Some substances can be both pesticides and non-pesticides. To determine whether a substance is a pesticide and therefore subject to FIFRA, one must determine if the substance is “intended for a pesticidal purpose, i.e., use for the purpose of preventing, destroying, repelling, or mitigating any pest…” 40 CFR § 152.15. EPA considers a substance to be intended for a pesticidal purpose if:
- The person who distributes or sells the substance claims, states, or implies (by labeling or otherwise)
- That the substance (either by itself or in combination with any other substance) can or should be used as a pesticide; or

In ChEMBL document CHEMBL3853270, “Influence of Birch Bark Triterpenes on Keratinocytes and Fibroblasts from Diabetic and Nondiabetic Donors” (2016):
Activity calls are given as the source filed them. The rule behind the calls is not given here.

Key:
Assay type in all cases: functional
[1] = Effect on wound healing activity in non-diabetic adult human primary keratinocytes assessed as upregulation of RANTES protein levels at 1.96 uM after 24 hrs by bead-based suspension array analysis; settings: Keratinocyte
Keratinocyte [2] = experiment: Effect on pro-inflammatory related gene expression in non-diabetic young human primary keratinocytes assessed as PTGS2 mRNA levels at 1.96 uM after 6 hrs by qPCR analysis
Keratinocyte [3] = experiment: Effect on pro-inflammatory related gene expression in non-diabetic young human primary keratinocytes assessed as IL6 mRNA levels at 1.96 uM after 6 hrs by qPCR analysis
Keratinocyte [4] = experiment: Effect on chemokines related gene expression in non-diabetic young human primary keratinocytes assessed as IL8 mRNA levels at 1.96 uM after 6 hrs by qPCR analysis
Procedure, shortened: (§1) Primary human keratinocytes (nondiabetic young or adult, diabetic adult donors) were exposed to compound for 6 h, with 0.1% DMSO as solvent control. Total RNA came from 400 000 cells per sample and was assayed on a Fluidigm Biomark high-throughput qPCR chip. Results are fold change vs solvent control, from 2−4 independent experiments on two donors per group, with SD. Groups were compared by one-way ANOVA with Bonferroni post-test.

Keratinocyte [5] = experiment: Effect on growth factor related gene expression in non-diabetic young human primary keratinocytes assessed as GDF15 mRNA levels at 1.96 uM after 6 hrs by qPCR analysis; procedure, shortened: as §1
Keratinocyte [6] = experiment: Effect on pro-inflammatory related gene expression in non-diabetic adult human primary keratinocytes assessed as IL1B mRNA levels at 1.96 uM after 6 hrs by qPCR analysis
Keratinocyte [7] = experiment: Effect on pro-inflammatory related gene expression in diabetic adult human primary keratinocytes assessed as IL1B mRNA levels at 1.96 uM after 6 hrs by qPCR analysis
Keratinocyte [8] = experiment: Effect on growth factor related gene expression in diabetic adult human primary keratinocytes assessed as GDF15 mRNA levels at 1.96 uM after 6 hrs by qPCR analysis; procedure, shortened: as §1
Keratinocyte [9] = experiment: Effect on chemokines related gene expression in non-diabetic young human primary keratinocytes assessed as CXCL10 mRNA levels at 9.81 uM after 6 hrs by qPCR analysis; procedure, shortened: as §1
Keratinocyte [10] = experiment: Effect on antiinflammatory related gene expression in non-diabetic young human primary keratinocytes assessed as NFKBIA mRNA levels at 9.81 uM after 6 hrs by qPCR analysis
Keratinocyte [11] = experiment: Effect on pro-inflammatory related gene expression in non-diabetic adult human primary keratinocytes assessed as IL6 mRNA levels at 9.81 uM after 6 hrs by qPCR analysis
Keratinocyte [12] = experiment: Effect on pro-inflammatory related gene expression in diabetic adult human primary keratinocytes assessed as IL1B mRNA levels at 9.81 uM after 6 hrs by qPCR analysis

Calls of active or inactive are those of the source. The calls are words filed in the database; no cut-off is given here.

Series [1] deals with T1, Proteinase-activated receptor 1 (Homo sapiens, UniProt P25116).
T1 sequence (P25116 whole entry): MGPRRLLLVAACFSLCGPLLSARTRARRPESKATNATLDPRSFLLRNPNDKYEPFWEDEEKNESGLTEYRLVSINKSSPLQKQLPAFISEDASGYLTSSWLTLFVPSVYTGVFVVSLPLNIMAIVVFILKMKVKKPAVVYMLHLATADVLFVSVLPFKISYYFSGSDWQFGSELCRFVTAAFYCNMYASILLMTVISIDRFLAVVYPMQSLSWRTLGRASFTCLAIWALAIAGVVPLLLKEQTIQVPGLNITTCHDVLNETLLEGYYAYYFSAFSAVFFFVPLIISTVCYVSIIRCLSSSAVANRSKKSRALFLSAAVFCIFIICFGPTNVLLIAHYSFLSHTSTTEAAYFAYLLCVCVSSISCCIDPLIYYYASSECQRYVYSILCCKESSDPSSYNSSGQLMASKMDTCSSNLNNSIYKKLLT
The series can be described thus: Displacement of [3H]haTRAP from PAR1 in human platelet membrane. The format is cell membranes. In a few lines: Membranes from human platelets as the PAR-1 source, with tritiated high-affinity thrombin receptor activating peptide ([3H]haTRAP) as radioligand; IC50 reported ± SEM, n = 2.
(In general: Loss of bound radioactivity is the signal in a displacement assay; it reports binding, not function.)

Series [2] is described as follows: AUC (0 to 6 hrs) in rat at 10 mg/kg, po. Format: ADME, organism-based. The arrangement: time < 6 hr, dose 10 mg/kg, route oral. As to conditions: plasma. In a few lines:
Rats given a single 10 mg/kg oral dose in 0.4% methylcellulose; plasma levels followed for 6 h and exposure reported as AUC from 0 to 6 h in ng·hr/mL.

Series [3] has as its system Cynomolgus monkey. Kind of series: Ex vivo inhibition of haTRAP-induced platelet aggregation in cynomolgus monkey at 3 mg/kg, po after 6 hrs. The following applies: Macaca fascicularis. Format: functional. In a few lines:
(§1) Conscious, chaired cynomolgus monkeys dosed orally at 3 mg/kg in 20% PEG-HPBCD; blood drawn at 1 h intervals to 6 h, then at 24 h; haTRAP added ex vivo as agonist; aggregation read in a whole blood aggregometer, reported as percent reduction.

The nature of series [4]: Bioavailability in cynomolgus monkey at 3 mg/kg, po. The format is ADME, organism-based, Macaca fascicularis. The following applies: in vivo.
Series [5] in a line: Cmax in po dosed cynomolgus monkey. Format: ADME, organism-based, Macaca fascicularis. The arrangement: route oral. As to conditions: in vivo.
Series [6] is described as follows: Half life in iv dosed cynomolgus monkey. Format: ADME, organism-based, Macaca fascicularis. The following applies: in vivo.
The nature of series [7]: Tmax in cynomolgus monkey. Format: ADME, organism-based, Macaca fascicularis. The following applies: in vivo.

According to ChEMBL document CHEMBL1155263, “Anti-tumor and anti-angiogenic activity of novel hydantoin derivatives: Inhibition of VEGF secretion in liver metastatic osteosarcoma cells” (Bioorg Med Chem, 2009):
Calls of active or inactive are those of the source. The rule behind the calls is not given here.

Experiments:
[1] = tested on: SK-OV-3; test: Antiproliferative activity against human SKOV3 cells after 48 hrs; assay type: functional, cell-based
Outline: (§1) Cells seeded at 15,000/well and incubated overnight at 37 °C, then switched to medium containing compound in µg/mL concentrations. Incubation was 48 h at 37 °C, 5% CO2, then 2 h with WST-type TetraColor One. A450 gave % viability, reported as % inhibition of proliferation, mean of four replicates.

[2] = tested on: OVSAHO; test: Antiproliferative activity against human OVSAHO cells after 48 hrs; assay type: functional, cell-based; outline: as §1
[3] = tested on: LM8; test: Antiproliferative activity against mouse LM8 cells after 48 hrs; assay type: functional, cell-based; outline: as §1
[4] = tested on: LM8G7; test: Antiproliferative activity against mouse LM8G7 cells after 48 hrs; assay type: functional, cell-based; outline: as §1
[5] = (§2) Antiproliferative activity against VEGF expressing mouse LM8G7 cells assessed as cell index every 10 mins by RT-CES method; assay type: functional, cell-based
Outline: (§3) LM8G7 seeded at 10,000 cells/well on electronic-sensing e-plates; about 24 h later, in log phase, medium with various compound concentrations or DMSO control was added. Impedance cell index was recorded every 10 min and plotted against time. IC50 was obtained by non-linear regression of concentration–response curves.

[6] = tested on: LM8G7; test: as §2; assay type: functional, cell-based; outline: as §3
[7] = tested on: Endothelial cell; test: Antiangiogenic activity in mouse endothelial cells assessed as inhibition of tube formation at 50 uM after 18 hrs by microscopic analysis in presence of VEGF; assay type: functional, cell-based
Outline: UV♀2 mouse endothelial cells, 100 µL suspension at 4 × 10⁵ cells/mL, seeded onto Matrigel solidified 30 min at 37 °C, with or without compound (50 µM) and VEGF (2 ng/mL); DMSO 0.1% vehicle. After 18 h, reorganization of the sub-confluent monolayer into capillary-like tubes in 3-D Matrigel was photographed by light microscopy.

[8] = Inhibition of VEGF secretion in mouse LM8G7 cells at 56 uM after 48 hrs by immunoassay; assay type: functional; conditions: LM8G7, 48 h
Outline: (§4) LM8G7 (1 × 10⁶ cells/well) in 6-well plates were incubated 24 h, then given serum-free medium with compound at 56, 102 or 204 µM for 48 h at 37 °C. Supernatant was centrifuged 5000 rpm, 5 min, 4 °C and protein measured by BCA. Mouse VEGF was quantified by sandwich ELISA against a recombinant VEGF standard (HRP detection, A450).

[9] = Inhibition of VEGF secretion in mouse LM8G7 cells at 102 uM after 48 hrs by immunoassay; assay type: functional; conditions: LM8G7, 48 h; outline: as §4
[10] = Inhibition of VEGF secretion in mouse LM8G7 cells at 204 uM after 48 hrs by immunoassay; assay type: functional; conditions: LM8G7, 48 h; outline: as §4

- That the substance consists of or contains an active ingredient and that it can be used to manufacture a pesticide; or
- The substance consists of or contains one or more active ingredients and has no significant commercially valuable use as distributed or sold other than (1) use for pesticidal purpose (by itself or in combination with any other substance), (2) use for manufacture of a pesticide; or
- The person who distributes or sells the substance has actual or constructive knowledge that the substance will be used, or is intended to be used, for a pesticidal purpose. 40 CFR § 152.15.
If the substance being imported is a pesticide, a Notice of Arrival (NOA) must be submitted. See FIFRA § 17(c). More information on NOAs is available at http://www.epa.gov/oppfead1/international/trade/.
A pesticide being imported for research and development may need to be registered depending on how it is being sold or distributed. If the pesticide is registered, an importer can sell and distribute it within the United States provided it meets all applicable FIFRA registration and labeling requirements.